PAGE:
A recent study published in the British Medical Journal is giving people another good reason to never try smoking in the first place. That is, if you don’t want to end up gaining weight when the time comes you want to kick the habit.
Along with other experts, Henre-Jean Aubin, MD, professor of psychiatry and addiction medicine at Centre d’Enseignement, de Recherche et de Traitement des Addictions at the University of Paris-Sud in France, investigated weight gain after quitting smoking.
Based on the Central Register of Controlled trials for smoking cessation interventions that resulted in weight gain, the researchers generated 62 studies and looked at weight gain at the start, then one, two, three, six and 12 months after quitting smoking. They found that after one month the average weight gain of quitters was 2.5 lbs; after two months was 5 lbs; after three months was 6.3 lbs; after six months was 9.3 lbs; and after 12 months was 10.3 lbs.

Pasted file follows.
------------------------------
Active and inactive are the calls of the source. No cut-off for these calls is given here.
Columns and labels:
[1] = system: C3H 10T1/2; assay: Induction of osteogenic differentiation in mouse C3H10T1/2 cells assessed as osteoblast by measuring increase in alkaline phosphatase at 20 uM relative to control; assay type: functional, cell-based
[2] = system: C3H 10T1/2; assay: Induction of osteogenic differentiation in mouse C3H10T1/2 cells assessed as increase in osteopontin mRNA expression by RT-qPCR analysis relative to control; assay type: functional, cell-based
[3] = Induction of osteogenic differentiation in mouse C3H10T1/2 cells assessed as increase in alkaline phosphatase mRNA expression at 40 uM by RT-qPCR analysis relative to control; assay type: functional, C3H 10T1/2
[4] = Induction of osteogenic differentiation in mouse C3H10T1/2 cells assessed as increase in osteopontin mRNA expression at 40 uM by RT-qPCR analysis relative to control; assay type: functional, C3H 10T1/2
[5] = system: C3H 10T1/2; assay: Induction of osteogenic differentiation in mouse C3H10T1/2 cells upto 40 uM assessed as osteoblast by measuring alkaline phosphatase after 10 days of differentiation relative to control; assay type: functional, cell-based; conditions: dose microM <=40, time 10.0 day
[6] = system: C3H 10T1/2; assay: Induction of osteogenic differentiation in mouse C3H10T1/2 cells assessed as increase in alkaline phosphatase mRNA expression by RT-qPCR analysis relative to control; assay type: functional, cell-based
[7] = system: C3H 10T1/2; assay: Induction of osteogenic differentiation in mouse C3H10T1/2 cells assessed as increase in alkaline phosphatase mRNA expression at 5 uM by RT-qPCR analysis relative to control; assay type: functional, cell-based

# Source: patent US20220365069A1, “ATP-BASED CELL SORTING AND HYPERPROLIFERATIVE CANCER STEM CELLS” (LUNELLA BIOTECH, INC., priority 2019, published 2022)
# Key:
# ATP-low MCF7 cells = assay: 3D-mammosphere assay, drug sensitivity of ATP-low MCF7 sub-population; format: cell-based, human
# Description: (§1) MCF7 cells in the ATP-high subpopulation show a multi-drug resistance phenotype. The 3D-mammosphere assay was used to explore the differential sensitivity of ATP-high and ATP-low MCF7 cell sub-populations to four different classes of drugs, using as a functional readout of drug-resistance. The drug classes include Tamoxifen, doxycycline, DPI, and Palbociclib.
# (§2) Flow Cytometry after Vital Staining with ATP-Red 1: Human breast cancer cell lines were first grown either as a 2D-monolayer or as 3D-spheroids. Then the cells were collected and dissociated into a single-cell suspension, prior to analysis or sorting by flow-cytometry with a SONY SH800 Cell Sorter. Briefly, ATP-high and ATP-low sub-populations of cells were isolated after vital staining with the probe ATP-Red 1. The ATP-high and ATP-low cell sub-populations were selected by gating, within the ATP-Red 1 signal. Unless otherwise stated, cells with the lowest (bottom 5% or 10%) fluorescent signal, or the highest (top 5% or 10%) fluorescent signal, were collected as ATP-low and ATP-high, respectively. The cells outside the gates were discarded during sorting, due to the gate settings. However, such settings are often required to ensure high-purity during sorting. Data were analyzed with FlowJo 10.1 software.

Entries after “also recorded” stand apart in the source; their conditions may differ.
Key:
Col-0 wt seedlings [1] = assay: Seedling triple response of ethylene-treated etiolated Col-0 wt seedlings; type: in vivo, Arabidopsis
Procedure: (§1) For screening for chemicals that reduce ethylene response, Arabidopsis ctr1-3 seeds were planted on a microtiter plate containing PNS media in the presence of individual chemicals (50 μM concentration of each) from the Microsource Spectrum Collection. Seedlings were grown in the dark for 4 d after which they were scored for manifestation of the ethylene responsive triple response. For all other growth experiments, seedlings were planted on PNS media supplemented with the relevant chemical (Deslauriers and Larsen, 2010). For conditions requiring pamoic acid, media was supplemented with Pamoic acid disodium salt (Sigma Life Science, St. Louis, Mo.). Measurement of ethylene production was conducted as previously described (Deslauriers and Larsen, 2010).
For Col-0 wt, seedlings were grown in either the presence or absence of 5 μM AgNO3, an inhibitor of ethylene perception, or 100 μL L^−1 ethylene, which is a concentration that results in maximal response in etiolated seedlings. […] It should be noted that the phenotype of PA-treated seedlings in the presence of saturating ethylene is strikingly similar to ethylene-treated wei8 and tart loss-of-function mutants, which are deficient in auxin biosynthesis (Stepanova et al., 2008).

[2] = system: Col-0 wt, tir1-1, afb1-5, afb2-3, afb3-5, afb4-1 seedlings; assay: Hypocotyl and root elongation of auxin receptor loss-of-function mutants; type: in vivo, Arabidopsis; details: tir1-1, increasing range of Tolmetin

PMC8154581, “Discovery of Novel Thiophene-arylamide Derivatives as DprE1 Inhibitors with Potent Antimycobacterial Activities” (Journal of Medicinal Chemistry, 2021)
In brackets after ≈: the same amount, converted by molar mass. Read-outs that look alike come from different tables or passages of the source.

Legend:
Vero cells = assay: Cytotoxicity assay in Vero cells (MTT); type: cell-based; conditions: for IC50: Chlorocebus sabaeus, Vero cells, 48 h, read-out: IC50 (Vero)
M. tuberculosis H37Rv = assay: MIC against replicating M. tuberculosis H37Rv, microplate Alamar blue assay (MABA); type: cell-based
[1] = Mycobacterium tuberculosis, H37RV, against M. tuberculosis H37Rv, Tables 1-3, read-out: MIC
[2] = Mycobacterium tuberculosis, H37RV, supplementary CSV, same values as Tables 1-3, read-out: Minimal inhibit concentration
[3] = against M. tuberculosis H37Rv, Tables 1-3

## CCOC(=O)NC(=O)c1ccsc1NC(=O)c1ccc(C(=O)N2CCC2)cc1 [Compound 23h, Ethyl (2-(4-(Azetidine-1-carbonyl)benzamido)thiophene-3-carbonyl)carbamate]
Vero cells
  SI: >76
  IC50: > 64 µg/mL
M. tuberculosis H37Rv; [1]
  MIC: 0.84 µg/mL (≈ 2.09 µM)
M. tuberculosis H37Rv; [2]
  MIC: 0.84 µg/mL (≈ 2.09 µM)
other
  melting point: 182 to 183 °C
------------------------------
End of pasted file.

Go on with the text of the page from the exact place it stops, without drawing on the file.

Although not all of the subjects gained weight, about 84 percent did. The researchers concluded that most gained around 10 pounds on the first year of quitting the habit.
“These data suggest that doctors might usefully give patients a range of expected weight gain, although further research should identify the subgroups most at risk of gaining weight and clarify the optimum content and timing of interventions to prevent weight gain after cessation,” the authors said.